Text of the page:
The students at the John D. O’Bryant School of Mathematics and Science in Boston seemed like old friends with their counterparts from the Paradise Valley Unified School District in Arizona, the way they compared notes on the rigorousness of their course loads and talked about social media.
But the students had never met before. Indeed, they weren’t even in the same room. Instead, they viewed each other from 2,600 miles apart Wednesday (Sept. 22) on a high-definition screen, and talked in real time via a special Internet connection, thanks to a new partnership with Harvard and a special gift from Cisco Systems Inc.
“This is really high-end technology,” said Nia Richardson, 17, an O’Bryant senior. “Knowing that we can communicate with classes in China or around the country is really exciting.”
Harvard President Drew Faust, Boston Mayor Thomas M. Menino, Boston Public Schools Superintendent Carol Johnson, and Cisco Vice President Ken Gaines joined the O’Bryant and Paradise Valley students to kick off a new partnership designed to bring the world to local classrooms. Using an Internet2 connection donated by Harvard and speaking on TelePresence equipment donated by Cisco, the group also “met” with Cambridge Superintendent Jeff Young and Dean Kathleen McCartney of the Harvard Graduate School of Education to celebrate the launch of this partnership on both sides of the Charles River.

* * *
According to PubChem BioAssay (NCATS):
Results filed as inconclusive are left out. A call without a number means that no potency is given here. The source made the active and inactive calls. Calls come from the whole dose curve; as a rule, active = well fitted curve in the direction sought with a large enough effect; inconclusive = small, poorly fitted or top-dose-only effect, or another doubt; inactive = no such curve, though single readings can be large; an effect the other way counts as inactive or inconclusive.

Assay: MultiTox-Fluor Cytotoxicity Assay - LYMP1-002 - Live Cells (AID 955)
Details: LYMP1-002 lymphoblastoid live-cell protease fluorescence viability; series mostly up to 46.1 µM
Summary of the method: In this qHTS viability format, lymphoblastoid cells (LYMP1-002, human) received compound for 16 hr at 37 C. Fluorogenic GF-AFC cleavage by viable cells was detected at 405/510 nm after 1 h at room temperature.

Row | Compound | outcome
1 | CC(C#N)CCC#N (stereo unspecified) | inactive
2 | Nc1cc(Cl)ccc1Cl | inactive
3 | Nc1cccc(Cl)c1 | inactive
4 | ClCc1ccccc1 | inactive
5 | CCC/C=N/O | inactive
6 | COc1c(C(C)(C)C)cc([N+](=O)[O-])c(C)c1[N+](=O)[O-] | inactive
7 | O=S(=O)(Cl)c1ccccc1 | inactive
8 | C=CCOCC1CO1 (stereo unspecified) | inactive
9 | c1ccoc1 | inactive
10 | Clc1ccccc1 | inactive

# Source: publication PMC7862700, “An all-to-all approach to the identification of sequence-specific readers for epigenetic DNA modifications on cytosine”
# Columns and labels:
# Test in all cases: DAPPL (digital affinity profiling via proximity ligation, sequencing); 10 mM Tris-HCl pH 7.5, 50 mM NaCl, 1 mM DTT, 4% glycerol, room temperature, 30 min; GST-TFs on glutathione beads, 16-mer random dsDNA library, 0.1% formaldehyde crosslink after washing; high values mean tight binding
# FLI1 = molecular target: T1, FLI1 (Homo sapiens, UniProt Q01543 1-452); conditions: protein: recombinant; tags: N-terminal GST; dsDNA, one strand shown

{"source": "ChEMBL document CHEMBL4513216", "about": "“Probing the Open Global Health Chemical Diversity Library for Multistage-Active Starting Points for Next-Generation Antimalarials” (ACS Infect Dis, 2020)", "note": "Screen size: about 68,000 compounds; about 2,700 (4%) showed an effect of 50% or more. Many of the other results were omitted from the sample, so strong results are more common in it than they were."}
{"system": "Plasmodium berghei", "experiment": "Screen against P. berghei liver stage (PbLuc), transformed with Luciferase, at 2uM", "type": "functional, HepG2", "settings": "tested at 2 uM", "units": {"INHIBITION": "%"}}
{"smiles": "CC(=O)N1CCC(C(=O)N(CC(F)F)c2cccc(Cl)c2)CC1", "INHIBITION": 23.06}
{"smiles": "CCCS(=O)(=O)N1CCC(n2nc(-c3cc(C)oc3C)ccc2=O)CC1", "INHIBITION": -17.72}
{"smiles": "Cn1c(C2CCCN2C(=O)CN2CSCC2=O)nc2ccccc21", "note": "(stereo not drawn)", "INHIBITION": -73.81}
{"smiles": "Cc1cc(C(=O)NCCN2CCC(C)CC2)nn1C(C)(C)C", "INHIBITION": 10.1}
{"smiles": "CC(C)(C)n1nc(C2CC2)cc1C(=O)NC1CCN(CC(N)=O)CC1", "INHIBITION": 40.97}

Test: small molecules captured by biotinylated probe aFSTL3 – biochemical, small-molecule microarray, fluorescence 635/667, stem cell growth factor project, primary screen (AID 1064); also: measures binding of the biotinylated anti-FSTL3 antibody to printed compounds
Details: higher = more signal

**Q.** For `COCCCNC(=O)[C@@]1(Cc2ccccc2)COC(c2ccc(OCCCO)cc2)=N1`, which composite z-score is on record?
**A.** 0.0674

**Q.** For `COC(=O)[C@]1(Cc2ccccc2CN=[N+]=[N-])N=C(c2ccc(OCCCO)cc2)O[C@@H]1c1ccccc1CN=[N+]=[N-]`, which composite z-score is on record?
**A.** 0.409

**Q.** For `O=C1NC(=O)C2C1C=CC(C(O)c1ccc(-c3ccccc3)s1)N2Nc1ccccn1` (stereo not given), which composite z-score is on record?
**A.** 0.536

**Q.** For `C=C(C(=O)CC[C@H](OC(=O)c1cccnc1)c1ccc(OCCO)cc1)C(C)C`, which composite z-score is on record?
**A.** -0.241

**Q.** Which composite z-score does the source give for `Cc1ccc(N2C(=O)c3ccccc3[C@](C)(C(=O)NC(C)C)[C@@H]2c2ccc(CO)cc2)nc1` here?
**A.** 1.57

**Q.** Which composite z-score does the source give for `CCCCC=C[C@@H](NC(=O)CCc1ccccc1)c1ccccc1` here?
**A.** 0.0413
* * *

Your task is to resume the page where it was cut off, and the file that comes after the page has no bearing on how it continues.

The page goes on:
“I am so grateful to our friends at Cisco and Harvard for bringing the world to our students through this very cutting-edge technology,” Menino said.
As part of this partnership, Harvard has agreed to share its access to the high-speed Internet2 connection with all 148 public schools in Boston and Cambridge. Internet2 is the most advanced networking consortium in the country, providing superfast connections to a broad range of the education sector, including universities, libraries, and museums.
The partnership is just the latest example of how Harvard and Boston have come together over 375 years to address challenges and strengthen communities, Faust said. A new report, also released Wednesday, details for the first time the extent of the University’s educational engagements with Boston’s schools and students. Called “Partnerships for Progress,” the report catalogs 123 educational programs that Harvard now conducts in Boston, and provides an in-depth look at key initiatives.
“We see this as moving into the future with a new kind of partnership with technologies that those folks 375 years ago could never have imagined,” Faust told the students. “We now, together, will have new ways of imagining what this technology can mean.”
In addition to providing the Internet2 access, Faust announced that Harvard will convene an advisory group that will identify opportunities to use these new technology resources to further strengthen the University’s existing partnerships with Boston and Cambridge.
“This technology opens a list of possibilities that are unparalleled,” Young agreed.